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Title: Bioaccumulation of contaminants from Black Rock Harbor dredged materials by mussels and polychaetes
Authors: Environmental Research Laboratory (Narragansett, R.I.)
United States. Environmental Protection Agency.
Field Verification Program (Aquatic Disposal)
Lake, James.
Hoffman, Gerald L.
Schimmel, Steven Charles, 1946-
Keywords: Absorption
Dredged material
Dredging spoil
Marine pollution
Aquatic pollution
Water quality
Polychlorinated biphenyls
Polycyclic aromatic hydrocarbons
Black Rock Harbor
Environmental effects
Publisher: Environmental Laboratory (U.S.)
Engineer Research and Development Center (U.S.)
Description: Technical Report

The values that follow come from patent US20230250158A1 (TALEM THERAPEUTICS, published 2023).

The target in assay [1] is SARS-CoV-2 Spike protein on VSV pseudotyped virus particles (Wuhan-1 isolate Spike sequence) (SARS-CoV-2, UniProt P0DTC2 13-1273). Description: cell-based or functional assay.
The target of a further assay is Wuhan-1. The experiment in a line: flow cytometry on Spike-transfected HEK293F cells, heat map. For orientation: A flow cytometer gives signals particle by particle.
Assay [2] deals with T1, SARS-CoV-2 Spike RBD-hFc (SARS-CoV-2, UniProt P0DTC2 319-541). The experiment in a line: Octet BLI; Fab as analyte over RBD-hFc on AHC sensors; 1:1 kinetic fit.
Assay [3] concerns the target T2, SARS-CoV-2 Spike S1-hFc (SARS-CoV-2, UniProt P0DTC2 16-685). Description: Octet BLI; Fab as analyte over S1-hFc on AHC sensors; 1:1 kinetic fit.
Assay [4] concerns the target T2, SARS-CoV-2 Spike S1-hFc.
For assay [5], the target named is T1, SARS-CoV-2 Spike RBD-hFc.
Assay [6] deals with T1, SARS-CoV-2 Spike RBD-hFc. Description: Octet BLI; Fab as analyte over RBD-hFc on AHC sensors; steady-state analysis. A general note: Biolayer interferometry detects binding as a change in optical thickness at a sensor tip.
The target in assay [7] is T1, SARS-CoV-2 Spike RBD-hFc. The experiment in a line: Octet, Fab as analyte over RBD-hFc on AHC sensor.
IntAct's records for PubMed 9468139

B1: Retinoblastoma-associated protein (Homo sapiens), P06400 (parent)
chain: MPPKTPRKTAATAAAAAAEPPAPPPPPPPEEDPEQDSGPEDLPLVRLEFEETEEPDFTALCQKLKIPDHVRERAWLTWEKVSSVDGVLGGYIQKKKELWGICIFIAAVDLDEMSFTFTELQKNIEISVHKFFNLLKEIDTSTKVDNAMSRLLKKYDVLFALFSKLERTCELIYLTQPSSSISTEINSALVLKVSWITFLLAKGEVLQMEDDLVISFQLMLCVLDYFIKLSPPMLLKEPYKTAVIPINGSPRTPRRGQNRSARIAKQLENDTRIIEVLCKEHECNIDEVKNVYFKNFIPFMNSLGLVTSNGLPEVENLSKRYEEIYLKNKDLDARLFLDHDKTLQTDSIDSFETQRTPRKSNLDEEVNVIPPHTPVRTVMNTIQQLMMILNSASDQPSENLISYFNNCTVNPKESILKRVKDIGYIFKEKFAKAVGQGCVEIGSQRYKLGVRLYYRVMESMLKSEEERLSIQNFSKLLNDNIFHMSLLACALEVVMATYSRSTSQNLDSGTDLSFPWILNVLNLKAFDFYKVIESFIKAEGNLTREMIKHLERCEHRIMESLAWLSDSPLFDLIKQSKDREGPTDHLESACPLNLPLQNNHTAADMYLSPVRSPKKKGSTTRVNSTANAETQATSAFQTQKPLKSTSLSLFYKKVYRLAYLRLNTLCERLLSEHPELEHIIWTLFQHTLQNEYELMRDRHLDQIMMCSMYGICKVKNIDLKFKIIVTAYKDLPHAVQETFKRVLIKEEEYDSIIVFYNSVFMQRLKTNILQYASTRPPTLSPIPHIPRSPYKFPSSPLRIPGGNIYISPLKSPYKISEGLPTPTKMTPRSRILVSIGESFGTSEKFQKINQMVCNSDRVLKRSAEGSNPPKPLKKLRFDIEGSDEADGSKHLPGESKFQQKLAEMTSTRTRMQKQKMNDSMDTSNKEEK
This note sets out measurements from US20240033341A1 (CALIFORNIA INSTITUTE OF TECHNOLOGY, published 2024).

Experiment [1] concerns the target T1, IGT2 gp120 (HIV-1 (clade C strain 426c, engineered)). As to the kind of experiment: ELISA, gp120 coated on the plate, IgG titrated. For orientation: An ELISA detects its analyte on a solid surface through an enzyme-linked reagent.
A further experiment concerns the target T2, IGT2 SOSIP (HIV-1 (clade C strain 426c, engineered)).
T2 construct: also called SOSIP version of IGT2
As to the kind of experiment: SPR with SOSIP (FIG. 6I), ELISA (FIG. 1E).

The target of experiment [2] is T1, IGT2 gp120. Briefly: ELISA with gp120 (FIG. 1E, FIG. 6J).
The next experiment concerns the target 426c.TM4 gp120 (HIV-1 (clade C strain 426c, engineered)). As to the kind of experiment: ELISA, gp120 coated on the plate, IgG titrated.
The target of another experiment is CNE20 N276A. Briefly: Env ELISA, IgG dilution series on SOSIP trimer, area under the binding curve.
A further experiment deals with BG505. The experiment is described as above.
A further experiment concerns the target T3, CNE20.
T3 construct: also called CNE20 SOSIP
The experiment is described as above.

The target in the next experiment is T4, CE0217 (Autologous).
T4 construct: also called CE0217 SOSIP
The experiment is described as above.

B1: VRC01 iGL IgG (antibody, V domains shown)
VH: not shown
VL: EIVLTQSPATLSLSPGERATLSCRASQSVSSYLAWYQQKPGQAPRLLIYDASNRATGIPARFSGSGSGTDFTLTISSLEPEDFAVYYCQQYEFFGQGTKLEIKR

Abstract: Mussels (Mytilus edulis) and worms (Nereis virens) were exposed in laboratory studies to dredged material from Black Rock Harbor (BRH), Connecticut, to examine the bioaccumulation of organic and inorganic contaminants. Mussels were exposed in a dosing system designed to maintain a constant concentration of suspended particulates and food (algae) in seawater. Control mussels received only food (algae). Monitoring of concentrations of organic and inorganic contaminants showed that the system maintained constant concentrations during exposure. Exposed mussels accumulated organic compounds and some inorganic elements, reaching steady-state values between the first and second weeks of exposure. During the 28-day exposure period, mussels showed increases in concentration of two to three orders of magnitude for organic contaminants, but those metals accumulated showed increases of less than a factor of 12. In general, the depuration of organic contaminants was rapid during the first week of depuration, and the depuration rate was inversely related to the compound's n-octanol/water partition coefficient. After the first week depuration rates decreased, and concentrations of most organic compounds remained above control values to the end of the 5-week depuration period. Iron and chromium depurated to control levels within a 2-week period. The polychaete worm N. virens was exposed to BRR bedded sediment in glass aquaria maintained under flowing seawater. Other worms were maintained in reference sediments. Worms exposed for 28 days accumulated polychlorinated biphenyls (PCBs) and polycyclic aromatic hydrocarbons (PARs) to concentrations one to three orders of magnitude above those found in the reference organisms. Of the metals determined, only Cr and Cu were found to accumulate to concentrations higher than those in the reference worms. Concentrations of PCBs exposed to BRR sediment did not decrease during a 28-day depuration period in reference sediments, but depuration of PARs was apparent. Chromium and copper depurated to control levels after 2 weeks. Bioaccumulation factors for PCBs calculated for mussels and worms, when total exposure concentrations were normalized to a gram dry weight sediment basis, were generally within a factor of 1.5. This suggests that modeling bioaccumulation of some organic compounds as a partitioning of contaminants between sediments and organisms may have promise as a generalized predictive technique.
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